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From the Heart: A Supernova Lesson in Love

This past weekend my partner Brian and I watched the film Supernova in which Stanley Tucci and Colin Firth play a longtime couple facing explosive reality with uncompromising tenderness and compassion. I highly recommend it.

A “supernova” is a powerful and luminous stellar explosion. In one poignant scene Tucci’s character explains to a young girl how we are all made of stardust. Your left ear might contain the stardust from an explosion in one galaxy, while the right is comprised of stardust from another. And the particles that are in each one of us are likely swirling around in millions of others walking the earth.

If I didn’t already believe on a very deep level that we are all connected — regardless of the color of our skin, sexual orientation or political affiliation — this scene proved the point with meteoric strength. It reminded me just how much we can learn from nature when we are willing to see with our spiritual eyes, listen with our spiritual ears and feel with our spiritual hearts.

Last week, while walking, one of the first things I noticed was a pair of Egyptian geese in the distance. I have always been intrigued by their exotic coloring, their authoritative yet mischievous manner, and their raucous way of communicating with each other. Egyptian geese also mate for life. How many humans do that?

Next, I saw a pelican fly overhead. Then a party of Muscovy ducks with their distinctive, Turkey-like red faces wobbled by. An anhinga, also known as a “snakebird,” darted under water to catch a fish. I also saw ibises of different sizes and colors — and even a beautiful blue heron.

Birds fascinate me with their lilting songs and the way they take flight. How I would love to spread my wings right now and soar to New Orleans or maybe Mykonos!

In an untitled prayer, Terry Tempest Williams says:

I pray to the birds.

I pray to the birds because I believe

they will carry the messages of my heart upward.

I pray to them because I believe in their existence,

the way their songs begin and end each day

the invocations and benedictions of earth.

I pray to the birds because they remind me of what I love

rather than what I fear.

And at the end of my prayers,

they teach me how to listen.

I pray to the birds, as well. They have so much to teach us. During my walk last week, I thought about how we judge birds with so much more compassion than we do each other. Whether they have skinny legs and long beaks; or make sweet or sassy sounds; or grow feathers that may be of a different color but still fly together — we somehow see their beauty above any imperfection or annoyance. If only we could all nest and fly with each other with that same kind of acceptance.

As I passed a tree with its misshapen branches, peeling bark and bare patches, I wondered what it would be like to live in a world in which humans were as revered for their increasing age as trees are … if we were willing to save each other with as much fervor and passion.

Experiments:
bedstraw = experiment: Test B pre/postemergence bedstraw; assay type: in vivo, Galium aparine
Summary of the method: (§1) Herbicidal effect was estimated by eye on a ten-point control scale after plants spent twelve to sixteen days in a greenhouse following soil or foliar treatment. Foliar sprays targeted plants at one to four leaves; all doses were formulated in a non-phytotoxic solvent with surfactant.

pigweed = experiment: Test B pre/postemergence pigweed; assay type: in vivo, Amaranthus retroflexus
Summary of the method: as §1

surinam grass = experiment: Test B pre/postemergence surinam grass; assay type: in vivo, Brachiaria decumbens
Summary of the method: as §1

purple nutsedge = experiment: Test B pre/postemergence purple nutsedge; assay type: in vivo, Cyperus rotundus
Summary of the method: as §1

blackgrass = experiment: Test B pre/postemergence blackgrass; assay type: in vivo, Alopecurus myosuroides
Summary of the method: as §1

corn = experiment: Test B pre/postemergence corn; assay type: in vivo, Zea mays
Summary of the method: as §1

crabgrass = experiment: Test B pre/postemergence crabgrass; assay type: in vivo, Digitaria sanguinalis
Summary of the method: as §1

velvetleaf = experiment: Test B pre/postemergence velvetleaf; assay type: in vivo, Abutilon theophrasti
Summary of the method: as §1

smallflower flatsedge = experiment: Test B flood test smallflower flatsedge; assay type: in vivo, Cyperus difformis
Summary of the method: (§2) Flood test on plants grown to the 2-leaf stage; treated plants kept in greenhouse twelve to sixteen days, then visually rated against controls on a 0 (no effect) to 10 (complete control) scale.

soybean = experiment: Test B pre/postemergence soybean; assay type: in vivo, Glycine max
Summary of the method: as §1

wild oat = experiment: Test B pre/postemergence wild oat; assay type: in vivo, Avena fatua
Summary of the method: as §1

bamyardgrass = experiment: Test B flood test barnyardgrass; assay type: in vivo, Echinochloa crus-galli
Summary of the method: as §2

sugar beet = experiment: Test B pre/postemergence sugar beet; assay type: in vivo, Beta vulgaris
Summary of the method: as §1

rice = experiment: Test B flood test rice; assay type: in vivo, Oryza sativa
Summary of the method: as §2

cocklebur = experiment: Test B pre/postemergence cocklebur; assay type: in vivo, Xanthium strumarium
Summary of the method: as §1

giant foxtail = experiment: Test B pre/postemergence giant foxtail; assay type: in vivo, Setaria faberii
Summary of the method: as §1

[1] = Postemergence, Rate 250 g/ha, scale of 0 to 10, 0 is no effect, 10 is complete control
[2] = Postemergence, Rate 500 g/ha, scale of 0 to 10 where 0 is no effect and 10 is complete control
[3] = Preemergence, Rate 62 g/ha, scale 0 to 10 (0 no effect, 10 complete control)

I thought about how we can’t hug each other during this unprecedented time but that we can still hug a tree. There’s a lesson in there somewhere.

Everywhere we look nature has something to teach us. As I looked up in the sky at a luminous patch of gold light shining through a cloud, a thick black mist passed in front and obscured it. I thought about the light that shines in each one of us and how sometimes we just need to clear what’s clouding our vision and perception — our fear — to see it in ourselves and each other.

After Supernova ended, Brian motioned for me to join him on our sunporch. “You have to hear this,” he said.

With the full moon lighting up the small lake on which we live, there was a sound I couldn’t place at first. It was mystical. Magical. It sounded like a Gregorian chant with acoustic percussion. The notes built in crescendos that sounded like the most sublime symphony and floated over the water like a dream as they settled down.

When we realized that the cacophony of high-pitched peeps and full-throated croaks was an orchestra of frogs finding each other in the dark, we sat back in our chairs and enjoyed the show. With 31 years of history between us, and the sounds of the ages all around, it was one of those moments during which time stood still. We both could have had that be our last memory together and been perfectly at peace.

Like I said, nature can teach us so much when we are willing to see with our spiritual eyes, listen with our spiritual ears and feel with our spiritual hearts. And, perhaps best of all, it’s free and available to each one of us.



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